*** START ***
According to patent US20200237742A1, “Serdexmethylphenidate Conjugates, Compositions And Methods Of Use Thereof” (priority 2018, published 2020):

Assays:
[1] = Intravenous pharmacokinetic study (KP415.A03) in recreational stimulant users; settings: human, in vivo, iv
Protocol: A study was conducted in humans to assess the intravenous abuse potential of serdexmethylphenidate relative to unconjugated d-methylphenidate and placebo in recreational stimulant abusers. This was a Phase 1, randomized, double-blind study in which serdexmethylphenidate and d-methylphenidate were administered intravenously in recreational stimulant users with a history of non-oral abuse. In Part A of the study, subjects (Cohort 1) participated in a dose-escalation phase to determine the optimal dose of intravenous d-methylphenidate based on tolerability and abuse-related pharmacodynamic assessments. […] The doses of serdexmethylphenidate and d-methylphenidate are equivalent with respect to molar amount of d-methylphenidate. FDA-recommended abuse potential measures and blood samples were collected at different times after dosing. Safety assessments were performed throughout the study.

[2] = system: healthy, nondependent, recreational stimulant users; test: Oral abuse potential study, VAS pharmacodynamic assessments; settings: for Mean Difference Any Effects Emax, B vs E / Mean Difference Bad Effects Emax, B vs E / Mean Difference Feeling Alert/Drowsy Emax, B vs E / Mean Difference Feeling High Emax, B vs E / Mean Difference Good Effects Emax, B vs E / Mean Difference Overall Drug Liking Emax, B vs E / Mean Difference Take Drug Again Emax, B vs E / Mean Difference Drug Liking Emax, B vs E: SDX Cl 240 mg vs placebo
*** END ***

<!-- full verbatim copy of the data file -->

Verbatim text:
According to patent US20200237742A1, “Serdexmethylphenidate Conjugates, Compositions And Methods Of Use Thereof” (priority 2018, published 2020):

Assays:
[1] = Intravenous pharmacokinetic study (KP415.A03) in recreational stimulant users; settings: human, in vivo, iv
Protocol: A study was conducted in humans to assess the intravenous abuse potential of serdexmethylphenidate relative to unconjugated d-methylphenidate and placebo in recreational stimulant abusers. This was a Phase 1, randomized, double-blind study in which serdexmethylphenidate and d-methylphenidate were administered intravenously in recreational stimulant users with a history of non-oral abuse. In Part A of the study, subjects (Cohort 1) participated in a dose-escalation phase to determine the optimal dose of intravenous d-methylphenidate based on tolerability and abuse-related pharmacodynamic assessments. […] The doses of serdexmethylphenidate and d-methylphenidate are equivalent with respect to molar amount of d-methylphenidate. FDA-recommended abuse potential measures and blood samples were collected at different times after dosing. Safety assessments were performed throughout the study.

[2] = system: healthy, nondependent, recreational stimulant users; test: Oral abuse potential study, VAS pharmacodynamic assessments; settings: for Mean Difference Any Effects Emax, B vs E / Mean Difference Bad Effects Emax, B vs E / Mean Difference Feeling Alert/Drowsy Emax, B vs E / Mean Difference Feeling High Emax, B vs E / Mean Difference Good Effects Emax, B vs E / Mean Difference Overall Drug Liking Emax, B vs E / Mean Difference Take Drug Again Emax, B vs E / Mean Difference Drug Liking Emax, B vs E: SDX Cl 240 mg vs placebo